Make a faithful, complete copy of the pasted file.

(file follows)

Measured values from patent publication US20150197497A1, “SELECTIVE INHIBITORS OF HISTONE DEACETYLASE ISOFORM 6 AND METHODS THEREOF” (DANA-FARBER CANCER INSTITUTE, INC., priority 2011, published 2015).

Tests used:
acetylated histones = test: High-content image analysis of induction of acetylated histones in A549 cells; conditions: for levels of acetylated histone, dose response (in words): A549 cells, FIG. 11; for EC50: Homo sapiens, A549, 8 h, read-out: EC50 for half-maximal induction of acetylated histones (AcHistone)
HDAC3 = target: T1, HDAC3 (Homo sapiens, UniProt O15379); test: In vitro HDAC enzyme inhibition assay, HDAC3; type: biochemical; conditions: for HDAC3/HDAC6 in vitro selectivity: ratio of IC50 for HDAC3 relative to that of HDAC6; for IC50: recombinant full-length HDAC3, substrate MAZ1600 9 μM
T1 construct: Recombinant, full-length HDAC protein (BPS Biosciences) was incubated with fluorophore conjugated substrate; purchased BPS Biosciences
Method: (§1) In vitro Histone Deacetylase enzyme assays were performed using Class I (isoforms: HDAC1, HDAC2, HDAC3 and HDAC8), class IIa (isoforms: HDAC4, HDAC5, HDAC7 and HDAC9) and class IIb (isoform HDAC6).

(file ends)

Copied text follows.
Measured values from patent publication US20150197497A1, “SELECTIVE INHIBITORS OF HISTONE DEACETYLASE ISOFORM 6 AND METHODS THEREOF” (DANA-FARBER CANCER INSTITUTE, INC., priority 2011, published 2015).

Tests used:
acetylated histones = test: High-content image analysis of induction of acetylated histones in A549 cells; conditions: for levels of acetylated histone, dose response (in words): A549 cells, FIG. 11; for EC50: Homo sapiens, A549, 8 h, read-out: EC50 for half-maximal induction of acetylated histones (AcHistone)
HDAC3 = target: T1, HDAC3 (Homo sapiens, UniProt O15379); test: In vitro HDAC enzyme inhibition assay, HDAC3; type: biochemical; conditions: for HDAC3/HDAC6 in vitro selectivity: ratio of IC50 for HDAC3 relative to that of HDAC6; for IC50: recombinant full-length HDAC3, substrate MAZ1600 9 μM
T1 construct: Recombinant, full-length HDAC protein (BPS Biosciences) was incubated with fluorophore conjugated substrate; purchased BPS Biosciences
Method: (§1) In vitro Histone Deacetylase enzyme assays were performed using Class I (isoforms: HDAC1, HDAC2, HDAC3 and HDAC8), class IIa (isoforms: HDAC4, HDAC5, HDAC7 and HDAC9) and class IIb (isoform HDAC6).